Recession, Affirmative Action, Trickery: Reflections on a Bush Appointment
Federal Reserve Board Chairman Alan Greenspan says the recession is abating, but you wouldn’t know it by the unemployment rate statistics. With the unemployment rate at 5.7 percent overall, and 10.1 percent for African Americans, many Americans are alarmed about their job prospects. With companies like WorldCom laying off people in the thousands, the Enron and Arthur Andersen debacles putting at least 10,000 out of work, and with the Levi Strauss company closing plants and laying off 3,000 workers, Greenspan’s economic recovery really hasn’t trickled down.
Corporate layoffs bode ill for college students looking for jobs. In
February, the New York Times had a headline — “Not Wanted — ’02 Graduates Seeking Jobs.” It highlighted the rich climate in which students garnered signing bonuses five years ago, and contrasted it with the climate of today, one that is characterized by a retrenchment in hiring. Once, college recruiters beckoned students with incentives. Now, students are lucky to get a chance to talk to a recruiter. Some come to campus merely to maintain a presence, admitting that they have no openings, but an interest in keeping files open on outstanding prospects.
What’s a student to do? Law school applications are up 25 percent from a year ago. Other graduate school applications are on the rise, as well. Students who sniffed at unpaid internships last summer are excited about them now, mainly because they might lead to full-time jobs. Still others are taking a “year out,” opting for low-wage work and additional study while they consider their options. Competition is fierce, both for jobs and for graduate school opportunities, and people are using whatever they have to land in the right places.
This is a climate in which affirmative action matters. Some folks come to the table with a portfolio of contacts, a Rolodex brimming over with potential opportunities. Others come with little more than a transcript, which, though solid, is scant completion for that “good old boy” thing. In the workplace, in higher education, and in the apportionment of contracting opportunities, affirmative action balances out the “who you know” game. But the Bush administration, while singing an equality song, has made stealth moves to undermine affirmative action through its appointments.
In particular, in a recess appointment, President Bush named Gerald A. Reynolds, a 38-year-old Kansas City regulatory lawyer, as head of the Office of Civil Rights in the U.S. Department of Education. Reynolds knows little or nothing about educational policy but he has, according to Sen. Edward Kennedy, D-Mass., a “longstanding hostility to basic civil rights laws.”
Reynolds’ job as assistant secretary in the Department of Education is to enforce civil rights laws affecting schools and universities, including discrimination complaints, the enforcement of Title IX mandates on gender and athletics, and access for disabled students. One wonders how Reynolds can enforce laws he has staunchly opposed, especially in his roles in conservative think tanks like the Center for Equal Opportunity and the Center for New Black Leadership.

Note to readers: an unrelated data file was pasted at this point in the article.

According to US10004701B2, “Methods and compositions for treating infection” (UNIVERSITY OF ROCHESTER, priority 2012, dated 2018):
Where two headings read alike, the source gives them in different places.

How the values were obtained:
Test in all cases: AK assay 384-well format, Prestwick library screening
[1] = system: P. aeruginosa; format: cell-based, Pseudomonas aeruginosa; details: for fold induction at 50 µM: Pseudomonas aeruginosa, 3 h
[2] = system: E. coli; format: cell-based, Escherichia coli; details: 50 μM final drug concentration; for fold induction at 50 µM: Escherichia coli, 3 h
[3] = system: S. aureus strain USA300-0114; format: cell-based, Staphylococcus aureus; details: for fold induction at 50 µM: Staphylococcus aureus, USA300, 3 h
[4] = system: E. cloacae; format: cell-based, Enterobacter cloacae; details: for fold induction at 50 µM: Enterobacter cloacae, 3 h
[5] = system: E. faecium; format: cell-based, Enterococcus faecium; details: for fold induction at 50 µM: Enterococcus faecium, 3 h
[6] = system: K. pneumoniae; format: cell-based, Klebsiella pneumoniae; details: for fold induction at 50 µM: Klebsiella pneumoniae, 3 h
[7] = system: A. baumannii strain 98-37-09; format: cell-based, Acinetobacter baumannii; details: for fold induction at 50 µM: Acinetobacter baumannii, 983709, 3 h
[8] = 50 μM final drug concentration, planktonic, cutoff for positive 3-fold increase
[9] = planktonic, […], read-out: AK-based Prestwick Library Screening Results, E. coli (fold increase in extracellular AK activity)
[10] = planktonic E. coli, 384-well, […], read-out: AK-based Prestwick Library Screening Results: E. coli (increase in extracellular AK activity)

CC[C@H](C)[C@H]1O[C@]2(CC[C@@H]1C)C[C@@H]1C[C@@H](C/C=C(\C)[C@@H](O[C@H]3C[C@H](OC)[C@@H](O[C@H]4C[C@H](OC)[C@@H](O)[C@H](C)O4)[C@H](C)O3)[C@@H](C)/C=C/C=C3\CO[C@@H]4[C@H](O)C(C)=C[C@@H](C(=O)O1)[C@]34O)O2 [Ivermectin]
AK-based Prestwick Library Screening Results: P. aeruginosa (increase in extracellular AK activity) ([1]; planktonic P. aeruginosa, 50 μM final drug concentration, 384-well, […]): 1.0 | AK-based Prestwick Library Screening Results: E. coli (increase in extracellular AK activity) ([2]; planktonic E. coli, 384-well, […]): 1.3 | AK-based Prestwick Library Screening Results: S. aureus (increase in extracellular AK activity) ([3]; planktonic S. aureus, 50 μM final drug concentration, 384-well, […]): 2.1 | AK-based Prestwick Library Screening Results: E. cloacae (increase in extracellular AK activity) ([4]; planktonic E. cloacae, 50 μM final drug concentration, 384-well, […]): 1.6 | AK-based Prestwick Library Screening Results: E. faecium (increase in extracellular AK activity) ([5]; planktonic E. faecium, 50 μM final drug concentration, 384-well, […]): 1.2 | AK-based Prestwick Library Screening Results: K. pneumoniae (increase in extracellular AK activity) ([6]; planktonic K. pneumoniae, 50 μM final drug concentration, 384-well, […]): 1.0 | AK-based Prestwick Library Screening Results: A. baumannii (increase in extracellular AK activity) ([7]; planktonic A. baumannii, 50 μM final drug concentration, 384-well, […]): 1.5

Bush gave Reynolds a recess appointment because he might not have been able to get the Senate Education committee to confirm him. The recess appointment tactic is a tried and true one to end run Congress, but it doesn’t give Reynolds a pass for the duration of the Bush administration. It only gives him sitting rights in the job until the end of the year.
Ironically, President Bill Clinton also used the recess appointment to end run a Republican Congress hostile to civil rights. He appointed Bill Lann Lee as assistant attorney general for civil rights when it became clear the Senate would not confirm him. To add to the irony, Gerald Reynolds testified against the nomination of Lee, saying Lee had a “disdain for the law.” Yet Lee enforced the laws that Reynolds eschews.
Here is how Reynolds describes affirmative action — “Affirmative action is the big lie. It is a corrupt system of preferences, set-asides and quotas, a concept invented by regulators and reinvented by political interest groups seeking money and power.” Frankly it sounds as if Reynolds is speaking of lobbyists or perhaps the employees of the Enron Corp. In any case, if he is required to enforce laws he calls “the big lie” how vigorously is he likely to be in his duties?
While civil rights advocates are outraged, President Bush is smug in his recess appointment. Giving far more priority to world events, the Reynolds appointment is little more than a political nod to those far-right forces who would click their heels three times and blast back to our nation’s racist past. The losers here are students who find themselves in a more competitive environment, hoping to secure jobs or graduate school opportunities, finding themselves locked out because of race, gender or a thin Rolodex. Reynolds ought to be the one to ensure that these young Americans have an equal opportunity. Instead, he is likely to be the one who locks the door after it has been slammed.
© Copyright 2005 by DiverseEducation.com